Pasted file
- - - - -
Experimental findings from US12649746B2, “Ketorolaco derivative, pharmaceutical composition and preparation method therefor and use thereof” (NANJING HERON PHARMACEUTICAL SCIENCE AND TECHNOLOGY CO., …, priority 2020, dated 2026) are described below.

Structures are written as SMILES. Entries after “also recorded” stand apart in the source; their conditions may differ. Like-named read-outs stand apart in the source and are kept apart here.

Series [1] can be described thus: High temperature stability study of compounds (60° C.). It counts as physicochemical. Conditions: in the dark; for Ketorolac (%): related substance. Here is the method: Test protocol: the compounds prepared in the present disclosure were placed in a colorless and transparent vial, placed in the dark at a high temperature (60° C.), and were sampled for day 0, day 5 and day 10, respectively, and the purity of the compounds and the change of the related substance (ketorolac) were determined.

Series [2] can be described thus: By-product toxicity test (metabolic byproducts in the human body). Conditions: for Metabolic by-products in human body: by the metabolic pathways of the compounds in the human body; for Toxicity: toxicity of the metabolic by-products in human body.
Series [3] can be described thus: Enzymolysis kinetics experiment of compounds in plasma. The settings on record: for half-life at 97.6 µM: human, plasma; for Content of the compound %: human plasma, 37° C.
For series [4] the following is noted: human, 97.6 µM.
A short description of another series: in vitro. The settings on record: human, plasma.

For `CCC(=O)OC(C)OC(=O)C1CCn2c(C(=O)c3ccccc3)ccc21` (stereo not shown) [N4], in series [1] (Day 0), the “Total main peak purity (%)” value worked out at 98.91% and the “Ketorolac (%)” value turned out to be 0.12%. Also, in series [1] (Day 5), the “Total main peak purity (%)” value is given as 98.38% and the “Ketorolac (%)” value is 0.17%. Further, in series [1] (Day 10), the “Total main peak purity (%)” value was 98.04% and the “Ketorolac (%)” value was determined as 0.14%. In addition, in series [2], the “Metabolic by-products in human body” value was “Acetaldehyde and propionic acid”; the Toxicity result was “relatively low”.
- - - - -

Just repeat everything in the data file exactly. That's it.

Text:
Experimental findings from US12649746B2, “Ketorolaco derivative, pharmaceutical composition and preparation method therefor and use thereof” (NANJING HERON PHARMACEUTICAL SCIENCE AND TECHNOLOGY CO., …, priority 2020, dated 2026) are described below.

Structures are written as SMILES. Entries after “also recorded” stand apart in the source; their conditions may differ. Like-named read-outs stand apart in the source and are kept apart here.

Series [1] can be described thus: High temperature stability study of compounds (60° C.). It counts as physicochemical. Conditions: in the dark; for Ketorolac (%): related substance. Here is the method: Test protocol: the compounds prepared in the present disclosure were placed in a colorless and transparent vial, placed in the dark at a high temperature (60° C.), and were sampled for day 0, day 5 and day 10, respectively, and the purity of the compounds and the change of the related substance (ketorolac) were determined.

Series [2] can be described thus: By-product toxicity test (metabolic byproducts in the human body). Conditions: for Metabolic by-products in human body: by the metabolic pathways of the compounds in the human body; for Toxicity: toxicity of the metabolic by-products in human body.
Series [3] can be described thus: Enzymolysis kinetics experiment of compounds in plasma. The settings on record: for half-life at 97.6 µM: human, plasma; for Content of the compound %: human plasma, 37° C.
For series [4] the following is noted: human, 97.6 µM.
A short description of another series: in vitro. The settings on record: human, plasma.

For `CCC(=O)OC(C)OC(=O)C1CCn2c(C(=O)c3ccccc3)ccc21` (stereo not shown) [N4], in series [1] (Day 0), the “Total main peak purity (%)” value worked out at 98.91% and the “Ketorolac (%)” value turned out to be 0.12%. Also, in series [1] (Day 5), the “Total main peak purity (%)” value is given as 98.38% and the “Ketorolac (%)” value is 0.17%. Further, in series [1] (Day 10), the “Total main peak purity (%)” value was 98.04% and the “Ketorolac (%)” value was determined as 0.14%. In addition, in series [2], the “Metabolic by-products in human body” value was “Acetaldehyde and propionic acid”; the Toxicity result was “relatively low”.